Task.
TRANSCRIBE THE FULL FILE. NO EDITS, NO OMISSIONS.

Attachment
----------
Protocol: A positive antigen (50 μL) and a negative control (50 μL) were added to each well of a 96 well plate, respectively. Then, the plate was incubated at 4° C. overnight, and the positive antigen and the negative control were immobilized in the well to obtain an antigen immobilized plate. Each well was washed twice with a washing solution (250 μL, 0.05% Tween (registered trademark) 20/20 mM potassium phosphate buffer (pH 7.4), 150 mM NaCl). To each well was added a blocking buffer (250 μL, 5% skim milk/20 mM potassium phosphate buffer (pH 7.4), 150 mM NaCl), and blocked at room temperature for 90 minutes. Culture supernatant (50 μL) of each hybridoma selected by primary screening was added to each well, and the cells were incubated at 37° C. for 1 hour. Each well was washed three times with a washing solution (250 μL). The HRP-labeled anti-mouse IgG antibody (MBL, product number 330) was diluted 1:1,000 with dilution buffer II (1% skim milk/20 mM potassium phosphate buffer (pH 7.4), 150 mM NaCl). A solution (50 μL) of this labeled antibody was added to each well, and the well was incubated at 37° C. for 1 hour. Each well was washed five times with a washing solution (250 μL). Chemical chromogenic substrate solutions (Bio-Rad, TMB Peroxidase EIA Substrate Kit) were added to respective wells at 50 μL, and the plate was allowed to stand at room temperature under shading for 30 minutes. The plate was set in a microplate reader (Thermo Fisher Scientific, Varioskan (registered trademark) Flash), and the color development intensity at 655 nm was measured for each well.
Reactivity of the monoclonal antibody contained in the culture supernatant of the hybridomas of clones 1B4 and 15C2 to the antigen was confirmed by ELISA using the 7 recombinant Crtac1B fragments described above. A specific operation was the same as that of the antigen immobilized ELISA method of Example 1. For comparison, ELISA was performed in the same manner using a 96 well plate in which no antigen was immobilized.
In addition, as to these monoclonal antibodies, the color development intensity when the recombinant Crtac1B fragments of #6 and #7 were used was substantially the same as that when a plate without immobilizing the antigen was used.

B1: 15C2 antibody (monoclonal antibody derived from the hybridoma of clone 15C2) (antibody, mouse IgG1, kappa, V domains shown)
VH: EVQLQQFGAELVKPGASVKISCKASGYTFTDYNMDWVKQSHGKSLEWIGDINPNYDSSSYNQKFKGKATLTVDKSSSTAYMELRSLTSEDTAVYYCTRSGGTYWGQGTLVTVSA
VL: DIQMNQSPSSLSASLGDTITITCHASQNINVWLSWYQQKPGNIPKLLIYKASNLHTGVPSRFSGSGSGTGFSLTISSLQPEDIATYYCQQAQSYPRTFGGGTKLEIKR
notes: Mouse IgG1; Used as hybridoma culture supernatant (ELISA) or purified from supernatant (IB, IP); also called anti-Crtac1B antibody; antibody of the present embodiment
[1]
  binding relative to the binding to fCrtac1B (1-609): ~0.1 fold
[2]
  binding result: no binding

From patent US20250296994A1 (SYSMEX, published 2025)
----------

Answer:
Protocol: A positive antigen (50 μL) and a negative control (50 μL) were added to each well of a 96 well plate, respectively. Then, the plate was incubated at 4° C. overnight, and the positive antigen and the negative control were immobilized in the well to obtain an antigen immobilized plate. Each well was washed twice with a washing solution (250 μL, 0.05% Tween (registered trademark) 20/20 mM potassium phosphate buffer (pH 7.4), 150 mM NaCl). To each well was added a blocking buffer (250 μL, 5% skim milk/20 mM potassium phosphate buffer (pH 7.4), 150 mM NaCl), and blocked at room temperature for 90 minutes. Culture supernatant (50 μL) of each hybridoma selected by primary screening was added to each well, and the cells were incubated at 37° C. for 1 hour. Each well was washed three times with a washing solution (250 μL). The HRP-labeled anti-mouse IgG antibody (MBL, product number 330) was diluted 1:1,000 with dilution buffer II (1% skim milk/20 mM potassium phosphate buffer (pH 7.4), 150 mM NaCl). A solution (50 μL) of this labeled antibody was added to each well, and the well was incubated at 37° C. for 1 hour. Each well was washed five times with a washing solution (250 μL). Chemical chromogenic substrate solutions (Bio-Rad, TMB Peroxidase EIA Substrate Kit) were added to respective wells at 50 μL, and the plate was allowed to stand at room temperature under shading for 30 minutes. The plate was set in a microplate reader (Thermo Fisher Scientific, Varioskan (registered trademark) Flash), and the color development intensity at 655 nm was measured for each well.
Reactivity of the monoclonal antibody contained in the culture supernatant of the hybridomas of clones 1B4 and 15C2 to the antigen was confirmed by ELISA using the 7 recombinant Crtac1B fragments described above. A specific operation was the same as that of the antigen immobilized ELISA method of Example 1. For comparison, ELISA was performed in the same manner using a 96 well plate in which no antigen was immobilized.
In addition, as to these monoclonal antibodies, the color development intensity when the recombinant Crtac1B fragments of #6 and #7 were used was substantially the same as that when a plate without immobilizing the antigen was used.

B1: 15C2 antibody (monoclonal antibody derived from the hybridoma of clone 15C2) (antibody, mouse IgG1, kappa, V domains shown)
VH: EVQLQQFGAELVKPGASVKISCKASGYTFTDYNMDWVKQSHGKSLEWIGDINPNYDSSSYNQKFKGKATLTVDKSSSTAYMELRSLTSEDTAVYYCTRSGGTYWGQGTLVTVSA
VL: DIQMNQSPSSLSASLGDTITITCHASQNINVWLSWYQQKPGNIPKLLIYKASNLHTGVPSRFSGSGSGTGFSLTISSLQPEDIATYYCQQAQSYPRTFGGGTKLEIKR
notes: Mouse IgG1; Used as hybridoma culture supernatant (ELISA) or purified from supernatant (IB, IP); also called anti-Crtac1B antibody; antibody of the present embodiment
[1]
  binding relative to the binding to fCrtac1B (1-609): ~0.1 fold
[2]
  binding result: no binding

From patent US20250296994A1 (SYSMEX, published 2025)